Out at the mailbox I was greeted with a surprise.
Inside, I called to my Patient Husband, “Sweetie? Do you have something to tell me?” and I handed him a container of infant formula.
He looked puzzled. “Wouldn’t you have to tell that to me?”
Neither of us could come up with how they might have gotten my name. I am not — not — pregnant, and my youngest Kiddo is over two years old. We have no baby-related magazine subscriptions; I haven’t purchased a baby-related gift for a friend. I’ve purchased yarn, but not everyone who knits is expecting.
I opened the box to find an entire can of the stuff, plus multiple coupons for $$ off other cans. I looked in the advertising material for a website where I could opt out of their advertising campaign and set the can of formula on the table to put in the “to be donated” stack.
It did occur to me that my mailman, who knows everything about everyone in Angelborough, probably thinks we’re about to become Eight Angels, Five Kids, One Family, but not a problem unless he tells everyone on our route.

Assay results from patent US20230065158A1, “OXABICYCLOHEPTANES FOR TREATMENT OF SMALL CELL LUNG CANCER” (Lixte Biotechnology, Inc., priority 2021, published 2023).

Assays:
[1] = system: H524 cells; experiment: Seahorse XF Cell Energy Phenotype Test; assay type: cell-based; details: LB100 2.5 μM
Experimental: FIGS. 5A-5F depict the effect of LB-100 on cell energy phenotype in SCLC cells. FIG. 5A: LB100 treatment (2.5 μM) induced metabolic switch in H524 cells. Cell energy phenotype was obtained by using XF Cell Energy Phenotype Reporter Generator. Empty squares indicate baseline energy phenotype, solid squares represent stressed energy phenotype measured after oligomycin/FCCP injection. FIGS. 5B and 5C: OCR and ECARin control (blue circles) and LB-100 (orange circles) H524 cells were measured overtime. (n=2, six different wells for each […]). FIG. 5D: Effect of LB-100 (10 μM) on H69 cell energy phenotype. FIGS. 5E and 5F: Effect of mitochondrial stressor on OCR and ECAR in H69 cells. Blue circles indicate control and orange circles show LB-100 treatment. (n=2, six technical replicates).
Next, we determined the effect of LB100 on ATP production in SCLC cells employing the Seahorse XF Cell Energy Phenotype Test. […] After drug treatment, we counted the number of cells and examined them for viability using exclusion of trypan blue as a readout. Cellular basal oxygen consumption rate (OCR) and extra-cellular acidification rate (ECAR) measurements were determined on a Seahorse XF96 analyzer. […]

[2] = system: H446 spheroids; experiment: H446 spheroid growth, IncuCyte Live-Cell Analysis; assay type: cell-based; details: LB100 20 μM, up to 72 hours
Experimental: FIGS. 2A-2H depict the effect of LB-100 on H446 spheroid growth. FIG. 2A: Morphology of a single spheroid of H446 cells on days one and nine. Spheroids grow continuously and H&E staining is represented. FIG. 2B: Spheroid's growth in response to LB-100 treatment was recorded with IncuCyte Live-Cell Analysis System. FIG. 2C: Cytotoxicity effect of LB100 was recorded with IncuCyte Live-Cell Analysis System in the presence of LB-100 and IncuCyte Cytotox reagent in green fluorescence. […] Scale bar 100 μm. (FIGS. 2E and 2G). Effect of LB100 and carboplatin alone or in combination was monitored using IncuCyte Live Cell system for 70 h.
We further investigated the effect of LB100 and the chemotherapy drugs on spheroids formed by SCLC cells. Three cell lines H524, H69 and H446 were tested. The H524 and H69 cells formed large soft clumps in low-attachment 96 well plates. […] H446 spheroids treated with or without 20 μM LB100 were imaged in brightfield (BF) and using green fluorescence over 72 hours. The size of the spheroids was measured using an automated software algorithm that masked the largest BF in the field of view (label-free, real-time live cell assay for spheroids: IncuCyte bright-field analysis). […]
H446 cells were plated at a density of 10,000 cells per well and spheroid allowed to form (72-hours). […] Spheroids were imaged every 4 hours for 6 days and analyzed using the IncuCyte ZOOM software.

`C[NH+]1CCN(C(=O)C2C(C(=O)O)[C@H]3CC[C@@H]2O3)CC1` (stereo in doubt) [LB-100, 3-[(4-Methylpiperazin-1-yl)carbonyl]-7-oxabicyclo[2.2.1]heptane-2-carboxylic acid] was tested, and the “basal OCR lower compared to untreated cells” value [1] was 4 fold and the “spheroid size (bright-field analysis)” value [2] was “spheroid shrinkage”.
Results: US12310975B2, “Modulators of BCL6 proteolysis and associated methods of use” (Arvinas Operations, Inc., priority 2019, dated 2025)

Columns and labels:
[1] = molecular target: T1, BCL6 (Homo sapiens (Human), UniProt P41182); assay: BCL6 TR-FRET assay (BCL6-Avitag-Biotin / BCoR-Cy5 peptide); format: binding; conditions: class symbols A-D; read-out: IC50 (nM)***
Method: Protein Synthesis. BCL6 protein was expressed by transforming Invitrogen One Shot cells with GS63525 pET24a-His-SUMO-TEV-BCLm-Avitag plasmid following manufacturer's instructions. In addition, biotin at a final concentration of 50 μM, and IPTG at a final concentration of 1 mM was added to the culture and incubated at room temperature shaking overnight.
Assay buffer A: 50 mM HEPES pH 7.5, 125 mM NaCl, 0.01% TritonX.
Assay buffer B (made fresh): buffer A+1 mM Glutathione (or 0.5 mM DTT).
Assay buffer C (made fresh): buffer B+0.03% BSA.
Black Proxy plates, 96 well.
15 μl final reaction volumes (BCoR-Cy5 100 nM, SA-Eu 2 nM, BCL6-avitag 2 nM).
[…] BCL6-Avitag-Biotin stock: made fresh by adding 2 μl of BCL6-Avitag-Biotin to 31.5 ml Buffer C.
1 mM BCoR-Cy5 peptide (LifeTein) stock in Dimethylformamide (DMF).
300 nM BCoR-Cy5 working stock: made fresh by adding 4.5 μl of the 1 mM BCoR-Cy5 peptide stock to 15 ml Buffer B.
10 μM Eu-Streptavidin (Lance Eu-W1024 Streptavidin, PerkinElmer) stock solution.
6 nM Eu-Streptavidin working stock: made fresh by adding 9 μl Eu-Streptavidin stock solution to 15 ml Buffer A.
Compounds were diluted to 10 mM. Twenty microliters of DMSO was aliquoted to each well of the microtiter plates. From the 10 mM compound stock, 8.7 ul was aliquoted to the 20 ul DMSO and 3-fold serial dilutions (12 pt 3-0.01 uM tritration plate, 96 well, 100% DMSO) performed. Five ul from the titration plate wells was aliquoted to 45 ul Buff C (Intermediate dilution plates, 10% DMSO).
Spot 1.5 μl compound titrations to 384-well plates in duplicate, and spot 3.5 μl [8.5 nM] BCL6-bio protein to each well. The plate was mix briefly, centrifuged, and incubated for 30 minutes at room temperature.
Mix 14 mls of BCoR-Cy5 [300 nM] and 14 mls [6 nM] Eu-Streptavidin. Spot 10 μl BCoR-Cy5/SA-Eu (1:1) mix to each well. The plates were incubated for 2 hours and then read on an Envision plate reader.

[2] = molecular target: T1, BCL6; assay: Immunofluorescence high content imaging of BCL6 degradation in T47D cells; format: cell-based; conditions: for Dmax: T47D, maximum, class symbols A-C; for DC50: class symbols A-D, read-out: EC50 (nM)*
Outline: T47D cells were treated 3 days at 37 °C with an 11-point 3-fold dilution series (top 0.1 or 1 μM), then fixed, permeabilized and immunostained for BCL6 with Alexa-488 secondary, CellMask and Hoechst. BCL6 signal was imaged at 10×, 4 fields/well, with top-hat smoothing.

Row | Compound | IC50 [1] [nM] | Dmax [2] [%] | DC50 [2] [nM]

Formula advertising is aggressive. I’ve always made sure to check off the “I plan to breastfeed” box on any form with that option, and they’ve only targeted me more. Over thirteen years I’ve received bottles of liquid formula, coupons, “checks,” diaper bags, freezer gel packs, insulated bags, and magazines about infant nutrition that begin with “Of course breast is best, but–” and then follow up with twenty pages about how to choose the best formula for your baby and how to make formula feeding to work for you.
I don’t mind. I’ve donated up to twenty cans or bottles of formula to the food pantry because of their largesse.
That is to say, I didn’t mind until they broke my little girl’s heart. Kiddo#2 came into the kitchen while I tried to navigate the formula company’s website to find the opt-out screen.
“What’s this?” she asked.
“Oh, that’s infant formula,” I said. “It’s what babies drink when they don’t nurse.”
She said, “Oh,” and then three seconds later her face went brilliant with a smile as she gasped.
“No!” I exclaimed, because it wasn’t the mailguy I should have worried about. “No, it was a mistake! They sent it to us by mistake!”
Her shoulders deflated, and her smile drooped. Because for one hope-filled moment, she was a big sister to another baby.
I finally found the opt-out page and worded it strongly that I wanted to be removed from their list and never re-entered onto it. An hour later they wrote back with an apology and the assurance that I’d been removed. And Kiddo#2 has recovered.
But I think it’s kind of sweet how she was delighted by the thought of another sibling.